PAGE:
If you live in the neighborhood, you’ve probably heard of Tsunami Sushi over on Fulton and Divisadero. However, if you pop in next door, you will find yourself inside a lesser-known boutique sake and wine shop turned Japanese pub called Corkage.
Tucked between Tsunami and Café Abir, Corkage doesn't just do retail: it offers an oft-overlooked menu of otsumami (Japanese for small dishes eaten while drinking alcohol) and raw oysters, as well as a few Western-inspired appetizers.
It’s also home to a happy hour that might be right up your alley. From 5pm to 7pm, Monday through Saturday, Corkage offers the following menu:
- Half Dozen Oysters (Chef’s choice but usually Miyagi) for $5.00
- Otsumami Sampler for $4.00
- Sake of the Day for $5.00
- Wine of the Day for $5.00
You’ll be hard-pressed to find oysters (at least good ones) for under a dollar anywhere in the city, and both the wine and sake are served on tap. The Otsumami Sampler consists of takoyaki (deep-fried octopus dumpling), tako wasabi (basically a raw octopus ceviche), ika sansai (squid with ginger) and sunomonu salad (cucumber/seaweed salad).
All of this is served with a smile by Manager Todd Eng, a Boston-born UC Berkeley grad who first moved to San Francisco in 1996. He’s also the wine and sake buyer for Corkage and Tsunami, as well as the Mission's Nihon Whiskey Lounge. Todd has been studying sake for over 10 years, receiving his Level II Certification from the Sake Education Council through a class he took in Japan from John Gauntner, an American sake expert. Here's his advice on picking out a good sake:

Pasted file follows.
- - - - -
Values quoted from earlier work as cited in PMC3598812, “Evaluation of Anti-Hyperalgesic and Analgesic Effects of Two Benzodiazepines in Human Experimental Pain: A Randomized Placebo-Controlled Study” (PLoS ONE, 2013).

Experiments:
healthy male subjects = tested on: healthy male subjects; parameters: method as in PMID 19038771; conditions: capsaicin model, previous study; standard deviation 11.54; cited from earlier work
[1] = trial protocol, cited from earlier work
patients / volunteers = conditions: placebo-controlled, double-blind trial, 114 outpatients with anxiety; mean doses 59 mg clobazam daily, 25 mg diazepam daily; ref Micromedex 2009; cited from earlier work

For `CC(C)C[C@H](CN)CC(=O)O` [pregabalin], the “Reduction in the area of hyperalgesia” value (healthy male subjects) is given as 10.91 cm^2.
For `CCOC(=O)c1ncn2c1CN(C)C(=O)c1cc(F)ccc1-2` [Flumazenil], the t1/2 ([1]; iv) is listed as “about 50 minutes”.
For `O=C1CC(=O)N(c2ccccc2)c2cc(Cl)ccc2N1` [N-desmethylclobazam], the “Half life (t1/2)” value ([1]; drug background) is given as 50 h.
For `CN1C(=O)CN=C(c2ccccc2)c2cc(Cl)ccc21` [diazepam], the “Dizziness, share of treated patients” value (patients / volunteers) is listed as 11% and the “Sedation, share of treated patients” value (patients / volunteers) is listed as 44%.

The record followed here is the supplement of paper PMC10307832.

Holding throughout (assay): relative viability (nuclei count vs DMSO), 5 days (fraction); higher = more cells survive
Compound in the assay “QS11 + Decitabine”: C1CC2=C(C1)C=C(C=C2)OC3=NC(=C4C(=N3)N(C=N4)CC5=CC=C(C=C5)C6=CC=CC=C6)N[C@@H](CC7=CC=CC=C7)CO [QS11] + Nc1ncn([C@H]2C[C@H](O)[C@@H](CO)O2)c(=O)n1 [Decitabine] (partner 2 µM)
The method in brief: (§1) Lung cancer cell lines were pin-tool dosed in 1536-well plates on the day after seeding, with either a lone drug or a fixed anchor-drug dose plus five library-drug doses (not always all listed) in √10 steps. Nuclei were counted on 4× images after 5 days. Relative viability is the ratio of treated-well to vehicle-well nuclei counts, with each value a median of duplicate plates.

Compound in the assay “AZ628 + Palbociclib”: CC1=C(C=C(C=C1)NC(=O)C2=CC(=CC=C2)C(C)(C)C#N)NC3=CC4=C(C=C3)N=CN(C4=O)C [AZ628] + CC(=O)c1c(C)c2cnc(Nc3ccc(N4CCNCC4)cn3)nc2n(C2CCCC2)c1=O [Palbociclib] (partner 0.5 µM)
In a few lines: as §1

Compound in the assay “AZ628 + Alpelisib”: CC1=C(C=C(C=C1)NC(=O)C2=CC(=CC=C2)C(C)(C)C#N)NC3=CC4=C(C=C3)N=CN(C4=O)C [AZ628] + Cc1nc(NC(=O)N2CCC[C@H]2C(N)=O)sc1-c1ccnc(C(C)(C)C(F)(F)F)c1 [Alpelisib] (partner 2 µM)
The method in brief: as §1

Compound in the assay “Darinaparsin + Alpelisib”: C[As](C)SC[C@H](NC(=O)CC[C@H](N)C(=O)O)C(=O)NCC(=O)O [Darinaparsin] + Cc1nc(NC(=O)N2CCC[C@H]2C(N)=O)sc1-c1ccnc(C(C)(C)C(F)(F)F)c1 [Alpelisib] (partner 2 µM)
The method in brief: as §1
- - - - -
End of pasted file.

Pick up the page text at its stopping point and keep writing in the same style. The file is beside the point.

“I think the most important thing is knowing the grade of the sake. Remember, sake is just water and rice. The higher-grade stuff is ginjo or daiginjo. Those come from more highly refined rice. If you don’t remember anything else, just remember the word ginjo. It tells you what you are drinking is a more premium sake.”
Not bad for an impromptu primer. If you stop by, pick his brain a bit for more insights.
In addition to the items offered at happy hour, Corkage boasts a thoughtfully curated wine list, a host of Japanese craft beers (jibiru) and, of course, a whole lot more sake. Pay attention to the English translations. Our favorite was Yaegaki Mu, which simply means “nothingness”.
Existential nomenclature aside, Corkage is a Japanese pub—hidden in plain sight—with a lot going on. Stop by sometime and see for yourself.